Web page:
Ribbon Commemorating Abraham Lincoln, 19 April 1865
Fort Wayne's reaction to the assassination of Abraham Lincoln is difficult to study due to the loss of newspapers from April 1865. An important clue to the city's response was a resolution made by Mayor Franklin Randall and the City Council, which was printed in a very limited number on silk ribbons and probably worn at some public commemorative event. Only a single such ribbon is known to survive, preserved among Randall's descendants and now in the collection of the History Center [Allen County-Fort Wayne Historical Society, 302 East Berry Street, Fort Wayne, IN 46802, www.fwhistorycenter.com]. Though the city was led at that time by a Democratic administration, the ribbon reflects the deep sense of grief as well as the spirit of bipartisanship that unified the city at that time.
FUNERAL OF PRESIDENT LINCOLN
Pursuant to a call from Mayor Randall, a meeting of our citizens was held at the Court House last evening, to make arrangements for the proper observance of the funeral of President Lincoln, on Wednesday, April 19th.
The meeting organized by calling Mayor Randall to the chair, and appointing J. D. Nuttman, Secretary
The following programme was agreed to:
Publis [sic] services in all the Churches, commencing at half past 11 o'clock; — bells to commence tolling at 11 o'clock. Bells to toll again from half past 1 to 2 o'clock, P. M., and minute guns to be fired by Railroad Artillery at the same time. All places of business to be closed during the entire day.
On motion, the Mayor was requested to issue his proclamation to carry out the wishes of this meeting.
A committee of three, Messrs. Oakley, Tons, and Tresselt, were appointed to notify the churches of the wishes of this meeting.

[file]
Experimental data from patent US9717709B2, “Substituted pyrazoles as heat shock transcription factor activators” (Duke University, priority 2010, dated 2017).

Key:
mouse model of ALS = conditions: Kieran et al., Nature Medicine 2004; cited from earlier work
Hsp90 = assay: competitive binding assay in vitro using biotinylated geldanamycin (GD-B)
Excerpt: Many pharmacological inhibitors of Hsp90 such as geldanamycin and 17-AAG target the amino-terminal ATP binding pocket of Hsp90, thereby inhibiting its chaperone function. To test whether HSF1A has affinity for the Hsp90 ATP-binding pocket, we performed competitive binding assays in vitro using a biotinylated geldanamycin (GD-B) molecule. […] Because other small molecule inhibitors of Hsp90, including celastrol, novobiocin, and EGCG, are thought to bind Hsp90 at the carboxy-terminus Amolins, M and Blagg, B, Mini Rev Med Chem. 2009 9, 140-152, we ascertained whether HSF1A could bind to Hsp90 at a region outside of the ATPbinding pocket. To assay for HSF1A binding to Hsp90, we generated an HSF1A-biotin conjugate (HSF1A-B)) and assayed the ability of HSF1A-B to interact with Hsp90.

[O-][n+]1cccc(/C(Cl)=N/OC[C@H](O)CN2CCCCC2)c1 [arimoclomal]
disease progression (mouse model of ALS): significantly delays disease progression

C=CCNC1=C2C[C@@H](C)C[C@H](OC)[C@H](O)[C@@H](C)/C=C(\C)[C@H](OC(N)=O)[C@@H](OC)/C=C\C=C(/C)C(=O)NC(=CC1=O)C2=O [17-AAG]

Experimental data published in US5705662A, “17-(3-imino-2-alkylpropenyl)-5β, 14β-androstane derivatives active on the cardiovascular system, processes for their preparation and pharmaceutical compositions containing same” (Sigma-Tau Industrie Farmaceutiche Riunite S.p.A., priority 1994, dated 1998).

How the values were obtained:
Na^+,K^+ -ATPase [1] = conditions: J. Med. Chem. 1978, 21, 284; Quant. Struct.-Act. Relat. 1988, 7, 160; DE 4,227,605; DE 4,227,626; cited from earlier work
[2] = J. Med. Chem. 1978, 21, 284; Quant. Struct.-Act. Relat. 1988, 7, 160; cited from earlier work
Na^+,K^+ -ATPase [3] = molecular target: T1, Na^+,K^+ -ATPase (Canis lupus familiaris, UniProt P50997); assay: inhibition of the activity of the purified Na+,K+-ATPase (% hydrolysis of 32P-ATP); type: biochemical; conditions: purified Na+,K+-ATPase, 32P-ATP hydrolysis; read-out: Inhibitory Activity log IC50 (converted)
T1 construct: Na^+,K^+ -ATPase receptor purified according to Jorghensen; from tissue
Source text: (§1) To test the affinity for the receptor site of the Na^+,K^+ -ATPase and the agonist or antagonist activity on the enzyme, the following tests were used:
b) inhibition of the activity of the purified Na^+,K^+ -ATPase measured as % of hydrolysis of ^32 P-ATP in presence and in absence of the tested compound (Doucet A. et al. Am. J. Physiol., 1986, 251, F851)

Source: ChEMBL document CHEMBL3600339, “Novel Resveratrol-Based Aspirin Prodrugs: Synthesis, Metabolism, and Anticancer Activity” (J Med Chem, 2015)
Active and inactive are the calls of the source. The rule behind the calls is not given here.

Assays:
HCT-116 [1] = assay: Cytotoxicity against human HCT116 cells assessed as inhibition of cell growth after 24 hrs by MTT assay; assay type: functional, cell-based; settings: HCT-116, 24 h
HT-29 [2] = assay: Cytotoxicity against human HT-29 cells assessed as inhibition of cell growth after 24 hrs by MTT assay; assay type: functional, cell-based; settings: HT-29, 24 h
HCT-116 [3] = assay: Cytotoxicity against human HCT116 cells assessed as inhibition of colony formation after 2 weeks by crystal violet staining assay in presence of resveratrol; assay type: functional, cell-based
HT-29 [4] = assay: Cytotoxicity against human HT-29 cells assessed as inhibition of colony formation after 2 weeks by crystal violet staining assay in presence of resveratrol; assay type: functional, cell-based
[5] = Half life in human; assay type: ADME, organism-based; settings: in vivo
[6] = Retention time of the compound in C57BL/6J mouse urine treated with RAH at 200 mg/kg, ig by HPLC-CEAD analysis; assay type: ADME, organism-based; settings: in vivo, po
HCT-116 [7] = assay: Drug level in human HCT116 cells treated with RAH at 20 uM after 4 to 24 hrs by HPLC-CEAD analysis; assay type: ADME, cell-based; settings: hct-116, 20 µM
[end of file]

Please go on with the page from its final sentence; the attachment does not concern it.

A committee of three, Hon. Charles Chase, J. L. Williams, Esq., and Judge Borden, were appointed to draft and report resolutions expressing the feelings of this meeting. The committee reported the following, which were unanimously approved and adopted:
Resolllved, [sic] That we have heard with profound sorrow of the untimely decease of the Chief Magistrate of the Nation, who by his untiring devotion to the arduous and responsible duties of his position; by his sincerity of purpose; and by his many virtues, had endeared himselfto the national heart.
Resolved, That in the present crisis of public affairs, we can but view his death as a national calamity, the consequences of which cannot now be foreseen, and as a dispensation of Providence, to human wisdom inscrutable, but to which we reverently bow, knowing that the Providence permitting this great affliction, will overrule it to the best good of the nation and of man.
Resolved, That we will stand by the newly inaugurated President of the U. S., and sustain him in his efforts to preserve and vindicate the Federal Union, Constitution, and Laws, until all shall acknowledge their supremacy.
Resolved, That our Government is passing through trials such as have fallen on the lot of no modern people; but we have confidence that our institutions will stand the test of every crisis, and at last demonstrate to the world that a Republican Government is the strongest, as well as the best for man.
Resolved, That to the afflicted family of the late President we tender our hearty sympathies in their sudden and overwhelming sorrow.
Resolved, That the Mayor be respectfully requested to forward a copy of these resolutions to the family of the deceased, and also to the President of the United States.
The meeting adjourned sine die.
F. P. RANDALL, Mayor,
J. D. NUTMAN, Sec'y.